Blue Cross is Working to
Tackle the Opioid Epidemic

See what we’ve done, what we plan to do, and how you can help

Facts about the opioid epidemic

650k

opioid prescriptions are dispensed in the U.S. on an average day

1,000

people treated in the ER for misusing prescription pain medication each day

115

people die each day from opioid overdose (includes heroin & prescription opioids)

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Common opioids: Codeine, Fentanyl (Duragesic), Hydrocodone/acetaminophen (Vicodin, Norco), Methadone, Morphine (Kadian,  MS Contin), Oxycodone (OxyContin, Percocet)

What is an Opioid?

Opioids are a class of drugs that include pain medications available legally by prescription, such as hydrocodone and oxycodone. This also includes synthetic opioids, such as fentanyl, and the illegal drug, heroin.

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How much do you know about Opioids?

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Blue Cross Successes from 2012 to 2016

24%

reduction in number of opioid pills dispensed

56%

reduction in long-acting oxycodone and oxymorphone use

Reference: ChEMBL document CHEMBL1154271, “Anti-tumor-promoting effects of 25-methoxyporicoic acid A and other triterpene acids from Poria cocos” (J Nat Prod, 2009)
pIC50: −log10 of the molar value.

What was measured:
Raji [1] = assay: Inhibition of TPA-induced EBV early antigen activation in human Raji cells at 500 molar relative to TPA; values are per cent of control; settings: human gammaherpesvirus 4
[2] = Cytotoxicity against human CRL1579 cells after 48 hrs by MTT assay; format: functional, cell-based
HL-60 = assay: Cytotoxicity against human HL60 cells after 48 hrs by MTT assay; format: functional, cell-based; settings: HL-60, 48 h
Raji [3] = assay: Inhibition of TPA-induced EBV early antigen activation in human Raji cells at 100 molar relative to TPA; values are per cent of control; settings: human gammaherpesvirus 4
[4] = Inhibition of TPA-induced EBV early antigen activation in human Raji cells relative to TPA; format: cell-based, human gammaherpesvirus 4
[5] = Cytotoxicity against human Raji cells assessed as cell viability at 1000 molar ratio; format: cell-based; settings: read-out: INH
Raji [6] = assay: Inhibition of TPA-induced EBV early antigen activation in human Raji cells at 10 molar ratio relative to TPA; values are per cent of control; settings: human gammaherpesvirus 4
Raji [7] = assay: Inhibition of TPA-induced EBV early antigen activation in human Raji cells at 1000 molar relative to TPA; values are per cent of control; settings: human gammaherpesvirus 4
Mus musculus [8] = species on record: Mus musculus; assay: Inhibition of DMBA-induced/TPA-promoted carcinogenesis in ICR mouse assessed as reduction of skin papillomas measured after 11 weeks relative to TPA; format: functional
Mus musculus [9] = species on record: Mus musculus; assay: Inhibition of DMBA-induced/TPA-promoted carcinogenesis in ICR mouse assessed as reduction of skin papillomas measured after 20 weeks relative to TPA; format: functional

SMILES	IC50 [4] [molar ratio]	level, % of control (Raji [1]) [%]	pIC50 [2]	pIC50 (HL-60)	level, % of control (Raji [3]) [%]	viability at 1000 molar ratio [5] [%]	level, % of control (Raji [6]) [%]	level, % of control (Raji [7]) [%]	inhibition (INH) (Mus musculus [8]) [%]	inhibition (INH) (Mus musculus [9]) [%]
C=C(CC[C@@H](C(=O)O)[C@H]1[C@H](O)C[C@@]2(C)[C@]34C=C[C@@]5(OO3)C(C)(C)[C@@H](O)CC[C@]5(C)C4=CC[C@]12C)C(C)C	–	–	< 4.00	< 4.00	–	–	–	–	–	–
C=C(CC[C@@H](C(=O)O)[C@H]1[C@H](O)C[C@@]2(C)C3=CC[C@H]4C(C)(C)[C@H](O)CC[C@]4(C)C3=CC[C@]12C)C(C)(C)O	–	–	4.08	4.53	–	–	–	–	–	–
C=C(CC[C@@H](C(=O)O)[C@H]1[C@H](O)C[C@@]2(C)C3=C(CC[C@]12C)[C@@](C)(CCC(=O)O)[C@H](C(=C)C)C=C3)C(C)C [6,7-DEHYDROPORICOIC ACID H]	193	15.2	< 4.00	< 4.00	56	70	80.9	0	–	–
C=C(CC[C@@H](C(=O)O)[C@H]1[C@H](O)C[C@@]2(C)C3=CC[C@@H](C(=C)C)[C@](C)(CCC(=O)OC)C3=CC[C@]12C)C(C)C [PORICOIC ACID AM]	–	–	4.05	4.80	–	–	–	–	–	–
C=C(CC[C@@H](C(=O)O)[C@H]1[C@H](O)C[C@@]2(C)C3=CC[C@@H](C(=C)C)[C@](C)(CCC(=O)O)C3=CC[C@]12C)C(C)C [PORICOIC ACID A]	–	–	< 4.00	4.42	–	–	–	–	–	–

42%

reduction in fentanyl use

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What We're Doing

Prevention

We manage our drug lists and create programs that allow appropriate pain management when needed, while minimizing misuse of opioids.

Fraud & Abuse Watch

We identify at-risk members, monitor who's obtaining controlled substances from multiple prescribers, and analyze claims for larger-than-average amounts.

Treatment

By integrating care, removing barriers to addiction treatment and helping members who overdose, we're making treatment more effective.

Advocacy & Awareness

Working with physician groups, forging partnerships with other insurers and supporting community groups are all keys to success.

More On Blue Cross’ Strategy

What You Can Do

Work with Your Doctor

If you are prescribed opioids for pain, work with your doctor to create a plan on how to manage your pain and make the most informed decision. Follow up regularly with your doctor.

Take & Store Opioids Properly

Never take opioids in larger doses or more frequently than prescribed. Never sell or share prescription opioids. Store prescription opioids in a secure place, out of reach of others (including children, family, friends, and visitors).

Ensure Unused Drugs Are Disposed of Properly

Proper drug disposal is important because it reduces the chance that others may accidentally take or intentionally misuse the unneeded medicine.

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What Your Community Can Do

Build awareness of substance use and misuse.

Promote local drug take-back opportunities.

Implement evidence-based prevention interventions and recovery supports.

Encourage providers, persons at high risk, family members, and others to learn how to prevent and manage opioid overdose.

Ensure access to treatment for individuals who are misusing or addicted to opioids or who have other substance use disorders.

Encourage the public to call 911.

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